Greek Economic Inscriptions

GEI032

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Honorary decree for Lucius Aufidius Bassus


[ἔδοξε τ]ῇ βουλῇ καὶ τῷ δήμῳ, πρυτάνεων γνώμη· ἐπεὶ [Λεύ-]
κιος Αὐφίδιος Λευκίου υἱὸς Βάσσος διὰ παντὸς εὔνους ὢ[ν]
διατελεῖ καὶ κατὰ κοινὸν τῇ πόλει καὶ καθ’ ἰδίαν ἑκάστῳ τῶ[ν]
πολιτῶν, πατροπαράδοτον παρειληφὼς τὴν πρὸς τὸν δῆμο[ν]
5ἡμῶν εὔνοιαν, καὶ πολλὰς καὶ μεγάλας τῇ πόλει παρέσχηται
χρείας, μεγαλοπρεπῶς τε καὶ φιλαγάθως πολλῶν χρημάτων ἄφε-
σιν πεποίηται· ὅ τε πατὴρ αὐτοῦ, καθ’ ὃν καιρὸν ἐπιγενόμενος ὁ
κοινὸς πόλεμος καὶ συνεχεῖς πειρατῶν ἐπίπλοι τὴν νῆσον οὐ-
χ ὡς ἔτυχεν συνηνάγκασαν ὑπὸ τῶν δανείων ἐπιβαρηθῆ-
10ναι, μόνος καὶ πρῶτος τῶν συνηλαχότων, πρὸ πλείονος ἡγη-
σάμενος τὴν τῆς πόλεως σωτηρίαν ἢ τὸ περὶ τὸν ἴδιον βίον
λυσιτελές, χρημάτων πλῆθος, ὅσον προῃρούμεθα, προθυμό-
τατα ἔδωκεν ἐξ ἑτοίμου τόκων πολὺ κουφοτέρων παρὰ τοὺς [ὑ-]
πάρχοντας τότε, τούτων τε συνπεριφορὰν ἐποιήσατο πάν-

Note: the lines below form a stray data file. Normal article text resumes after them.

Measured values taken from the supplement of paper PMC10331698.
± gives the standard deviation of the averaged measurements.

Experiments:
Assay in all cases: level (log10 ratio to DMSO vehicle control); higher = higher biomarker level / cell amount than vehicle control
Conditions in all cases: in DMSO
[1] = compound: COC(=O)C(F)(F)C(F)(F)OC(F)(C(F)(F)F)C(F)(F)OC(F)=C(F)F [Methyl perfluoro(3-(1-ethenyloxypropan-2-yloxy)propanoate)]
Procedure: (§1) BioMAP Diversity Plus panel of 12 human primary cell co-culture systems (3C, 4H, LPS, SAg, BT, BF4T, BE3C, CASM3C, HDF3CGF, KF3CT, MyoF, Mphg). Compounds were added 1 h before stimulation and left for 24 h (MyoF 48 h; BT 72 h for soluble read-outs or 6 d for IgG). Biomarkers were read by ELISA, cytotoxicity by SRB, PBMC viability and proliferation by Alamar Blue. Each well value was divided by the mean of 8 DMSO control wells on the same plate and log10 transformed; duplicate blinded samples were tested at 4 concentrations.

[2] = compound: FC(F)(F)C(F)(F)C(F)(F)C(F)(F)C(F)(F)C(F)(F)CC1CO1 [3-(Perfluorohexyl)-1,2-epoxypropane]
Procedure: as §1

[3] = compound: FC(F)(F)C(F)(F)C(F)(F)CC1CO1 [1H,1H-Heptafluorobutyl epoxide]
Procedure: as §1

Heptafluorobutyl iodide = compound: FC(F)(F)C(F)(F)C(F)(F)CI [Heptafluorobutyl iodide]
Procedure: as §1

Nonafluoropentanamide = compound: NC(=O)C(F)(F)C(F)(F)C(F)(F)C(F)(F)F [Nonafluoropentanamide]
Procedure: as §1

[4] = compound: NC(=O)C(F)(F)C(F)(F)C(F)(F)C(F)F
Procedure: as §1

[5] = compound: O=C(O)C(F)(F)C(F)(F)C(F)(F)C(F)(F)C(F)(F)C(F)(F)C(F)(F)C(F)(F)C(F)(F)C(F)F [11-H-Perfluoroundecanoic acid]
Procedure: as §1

15τα τὸν τῆς ζωῆς χρόνον, διετέλει τε λέγων καὶ πράττων
διὰ παντὸς τὰ βέλτιστα καὶ συνφέροντα τῇ πόλει· ἐφ’ οἷς ὁ δῆ-
μος ἡμῶν, ἔργῳ λαβὼν πεῖραν τῶν ὑπ’ αὐτοῦ γεγονυιῶν εὐε[ρ-]
γεσιῶν παραχρῆμα τὰς καθηκούσας ἐψηφίσατο τιμὰς αὐτ[ῷ]·
διαδεξάμενός τ’ αὐτὸς ἐπηγωνίσατο τῆι πρὸς τὴν πόλιν εὐ̣-
20νοίᾳ, καὶ δύο μὲν συνγραφὰς καταλελειμμένας ὑπὸ τοῦ πα-
τρὸς αὐτῶι κατὰ τῆς πόλεως ἕκτων τόκων, τὴν μὲν μίαν δρα̣-
χμῶν Ἀττικῶν μυρίων χιλίων, τὴν δ’ ἑτέραν Ἀττικῶν μυρίων ἐ-
νακισχιλίων πεντακοσίων, ἐλοιπογράφησεν χωρὶς ἀργυρίου κομι-
δῆς παρακληθεὶς ὑπὸ τοῦ δήμου· τοῖς δὲ ἄλλοις δανείοις ἄνωθεν
25ἀπὸ τῶν συνγραφῶν δραχμιαῖον τόκον ἐξ εὐθυτοκίας ἵλκυσεν [ἐ-]
τῶν καὶ πλείονων, καὶ συνχωρήσας πλῆθος χρημάτων ἱκανώτ[ε-]
ρον, πάλιν ἁτὸν ἐν τῇ πρὸς τὸν δῆμον ὑπερέθετ’ εὐεργεσίᾳ· τὸ
γὰρ συναχθὲν ἐκ τῆς ἐπιεικεστάτης ψήφου κεφάλαιον εἰς ἄλ-
λον πενταετῆ συνεγράψατο χρόνον τόκου τετρωβόλου· δι-
30ελθόντος δὲ καὶ τούτου καὶ πλειόνων ἄλλων ἐτῶν ἐπιγε[νο-]
μένων, καὶ μὴ δυνηθέντων ἡμῶν διὰ τὰς ὑφ’ ἑτέρων γειν[ο-]